Many Medicare patients are surprised to learn they weren’t officially admitted to the hospital—and they face big bills. Here’s how to avoid the problem.
When admitted under hospital observation rules know this …….
- This is a Medicare Part B covered expense
- Straight Medicare pays 80%, you owe the other 20%
- Plan F pays 100% of your approved observation stay
- Your routine maintenance med’s are not covered by Part B
- Your cost for the hospital to provide your maintenance med’s is considerably more than your normal cost
- Medicare will not pay for nursing home or rehab if discharged from hospital observation to the SNF or rehab center
Many are surprised to learn that Medicare does NOT pay for a nursing home in most situations. Medicaid, not Medicare is the primary payer for most Georgia nursing home care. Medicare may cover the cost of a skilled nursing facility only if it follows a hospital inpatient stay. – Does Medicare Pay For A Nursing Home?
Medicare supplement plan F pays 100% of your approved Medicare Part B expenses when admitted under hospital observation rules.
Medigap plan F rates as low as $131 for a non-tobacco female, age 65, zip code 30263.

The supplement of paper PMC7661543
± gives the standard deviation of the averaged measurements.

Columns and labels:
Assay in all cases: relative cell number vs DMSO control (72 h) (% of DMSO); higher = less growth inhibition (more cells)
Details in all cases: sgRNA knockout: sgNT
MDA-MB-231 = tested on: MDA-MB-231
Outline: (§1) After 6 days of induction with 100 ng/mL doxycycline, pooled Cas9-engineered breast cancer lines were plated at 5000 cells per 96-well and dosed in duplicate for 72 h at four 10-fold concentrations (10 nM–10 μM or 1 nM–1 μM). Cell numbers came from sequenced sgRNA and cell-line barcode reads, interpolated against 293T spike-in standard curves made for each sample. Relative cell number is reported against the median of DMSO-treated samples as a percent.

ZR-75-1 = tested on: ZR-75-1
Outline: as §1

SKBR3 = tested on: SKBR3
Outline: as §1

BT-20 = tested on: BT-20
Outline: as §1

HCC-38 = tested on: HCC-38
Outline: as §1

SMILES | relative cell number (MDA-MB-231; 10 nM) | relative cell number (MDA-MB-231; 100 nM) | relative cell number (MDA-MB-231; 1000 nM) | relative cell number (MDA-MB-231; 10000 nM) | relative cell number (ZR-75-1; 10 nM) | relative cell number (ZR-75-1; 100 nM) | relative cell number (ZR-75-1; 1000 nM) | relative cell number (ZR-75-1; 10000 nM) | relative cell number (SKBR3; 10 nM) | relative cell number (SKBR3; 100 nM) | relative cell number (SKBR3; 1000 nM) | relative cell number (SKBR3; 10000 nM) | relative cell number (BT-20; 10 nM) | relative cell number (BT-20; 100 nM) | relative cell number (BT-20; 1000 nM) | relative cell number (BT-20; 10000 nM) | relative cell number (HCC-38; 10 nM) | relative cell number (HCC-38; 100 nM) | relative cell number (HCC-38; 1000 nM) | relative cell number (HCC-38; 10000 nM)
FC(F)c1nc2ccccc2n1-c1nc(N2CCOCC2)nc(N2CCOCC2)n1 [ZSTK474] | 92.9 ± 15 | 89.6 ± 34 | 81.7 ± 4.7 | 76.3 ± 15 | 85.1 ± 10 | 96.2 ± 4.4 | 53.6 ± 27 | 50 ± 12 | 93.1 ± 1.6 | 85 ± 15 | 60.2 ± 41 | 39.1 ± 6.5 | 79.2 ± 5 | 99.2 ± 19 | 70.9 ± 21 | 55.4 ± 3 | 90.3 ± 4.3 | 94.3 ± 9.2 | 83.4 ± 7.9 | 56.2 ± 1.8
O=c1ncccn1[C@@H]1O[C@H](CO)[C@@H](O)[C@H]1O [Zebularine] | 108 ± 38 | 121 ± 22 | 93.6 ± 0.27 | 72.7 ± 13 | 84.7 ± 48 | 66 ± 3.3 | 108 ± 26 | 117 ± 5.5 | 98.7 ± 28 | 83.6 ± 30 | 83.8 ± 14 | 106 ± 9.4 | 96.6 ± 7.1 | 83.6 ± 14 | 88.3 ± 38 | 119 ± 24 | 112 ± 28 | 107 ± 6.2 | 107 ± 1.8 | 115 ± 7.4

Plan N starts at $89 monthly.
Shop and compare GA Medigap quotes
Many Medicare patients may find themselves paying more for their care following a hospital stay. A LOT more. If your hospital admission qualifies under Medicare rules, you are entitled to up to 20 days convalescent care that is covered by Medicare.
But some Medicare patients are short changed due to the way their hospital stay is coded. They can still go to a nursing home, but may have to pay hundreds or thousands of dollars up front. – Medicare Patients Face Bigger Bills
Last year during a routine exam Dan’s doctor noticed a change in his usual medical history and told Dan to have some cardiac tests run at Northside Hospital. The test showed 90% blockage in his heart arteries. The doctor said he needed immediate bypass surgery.
St. Joseph’s Hospital is literally across the street from Northside. His doctors considered his situation so grave they ordered an ambulance to take him from the Northside ER to the St. Joseph ER, about 1,000 feet away.
Dan’s outpatient testing at Northside was covered by Part B. His admission to the St. Joseph ER was also covered under Medicare Part B. Admission as an inpatient to St. Joseph was a Medicare Part A expense.
Medicare at first denied his ambulance claim, then later approved it.
The cost of the 1,000 foot ride was $1700. – What Does Medicare Part B Cover?
Hospital observation status cancels out Medicare nursing home coverage
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